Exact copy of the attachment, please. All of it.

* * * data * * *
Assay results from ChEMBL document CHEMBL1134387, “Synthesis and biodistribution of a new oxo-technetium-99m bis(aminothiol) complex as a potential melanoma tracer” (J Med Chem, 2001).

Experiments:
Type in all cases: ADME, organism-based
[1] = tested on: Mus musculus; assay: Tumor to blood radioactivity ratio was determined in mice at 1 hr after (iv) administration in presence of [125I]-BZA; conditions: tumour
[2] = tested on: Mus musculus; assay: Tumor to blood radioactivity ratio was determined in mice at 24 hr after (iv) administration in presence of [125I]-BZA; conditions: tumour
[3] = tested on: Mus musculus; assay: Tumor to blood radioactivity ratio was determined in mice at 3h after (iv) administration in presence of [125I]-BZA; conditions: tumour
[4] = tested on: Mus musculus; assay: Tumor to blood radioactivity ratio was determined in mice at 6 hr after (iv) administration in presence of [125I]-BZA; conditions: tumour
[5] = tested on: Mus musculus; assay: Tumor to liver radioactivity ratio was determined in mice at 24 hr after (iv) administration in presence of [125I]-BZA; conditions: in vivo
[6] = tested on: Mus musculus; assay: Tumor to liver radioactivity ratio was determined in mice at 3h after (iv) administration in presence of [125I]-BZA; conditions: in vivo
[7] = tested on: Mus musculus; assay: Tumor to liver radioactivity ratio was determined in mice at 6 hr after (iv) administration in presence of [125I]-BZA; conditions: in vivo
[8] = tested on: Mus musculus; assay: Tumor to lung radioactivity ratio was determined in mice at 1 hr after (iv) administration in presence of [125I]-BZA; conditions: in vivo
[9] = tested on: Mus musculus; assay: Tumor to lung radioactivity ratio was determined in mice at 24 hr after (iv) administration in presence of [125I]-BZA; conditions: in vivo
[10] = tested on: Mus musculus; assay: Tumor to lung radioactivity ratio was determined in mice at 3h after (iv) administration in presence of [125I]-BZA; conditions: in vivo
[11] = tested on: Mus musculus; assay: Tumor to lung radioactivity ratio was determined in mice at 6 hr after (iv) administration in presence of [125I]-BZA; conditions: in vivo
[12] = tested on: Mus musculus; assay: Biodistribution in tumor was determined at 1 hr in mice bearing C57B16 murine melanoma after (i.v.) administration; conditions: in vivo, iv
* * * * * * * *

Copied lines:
Assay results from ChEMBL document CHEMBL1134387, “Synthesis and biodistribution of a new oxo-technetium-99m bis(aminothiol) complex as a potential melanoma tracer” (J Med Chem, 2001).

Experiments:
Type in all cases: ADME, organism-based
[1] = tested on: Mus musculus; assay: Tumor to blood radioactivity ratio was determined in mice at 1 hr after (iv) administration in presence of [125I]-BZA; conditions: tumour
[2] = tested on: Mus musculus; assay: Tumor to blood radioactivity ratio was determined in mice at 24 hr after (iv) administration in presence of [125I]-BZA; conditions: tumour
[3] = tested on: Mus musculus; assay: Tumor to blood radioactivity ratio was determined in mice at 3h after (iv) administration in presence of [125I]-BZA; conditions: tumour
[4] = tested on: Mus musculus; assay: Tumor to blood radioactivity ratio was determined in mice at 6 hr after (iv) administration in presence of [125I]-BZA; conditions: tumour
[5] = tested on: Mus musculus; assay: Tumor to liver radioactivity ratio was determined in mice at 24 hr after (iv) administration in presence of [125I]-BZA; conditions: in vivo
[6] = tested on: Mus musculus; assay: Tumor to liver radioactivity ratio was determined in mice at 3h after (iv) administration in presence of [125I]-BZA; conditions: in vivo
[7] = tested on: Mus musculus; assay: Tumor to liver radioactivity ratio was determined in mice at 6 hr after (iv) administration in presence of [125I]-BZA; conditions: in vivo
[8] = tested on: Mus musculus; assay: Tumor to lung radioactivity ratio was determined in mice at 1 hr after (iv) administration in presence of [125I]-BZA; conditions: in vivo
[9] = tested on: Mus musculus; assay: Tumor to lung radioactivity ratio was determined in mice at 24 hr after (iv) administration in presence of [125I]-BZA; conditions: in vivo
[10] = tested on: Mus musculus; assay: Tumor to lung radioactivity ratio was determined in mice at 3h after (iv) administration in presence of [125I]-BZA; conditions: in vivo
[11] = tested on: Mus musculus; assay: Tumor to lung radioactivity ratio was determined in mice at 6 hr after (iv) administration in presence of [125I]-BZA; conditions: in vivo
[12] = tested on: Mus musculus; assay: Biodistribution in tumor was determined at 1 hr in mice bearing C57B16 murine melanoma after (i.v.) administration; conditions: in vivo, iv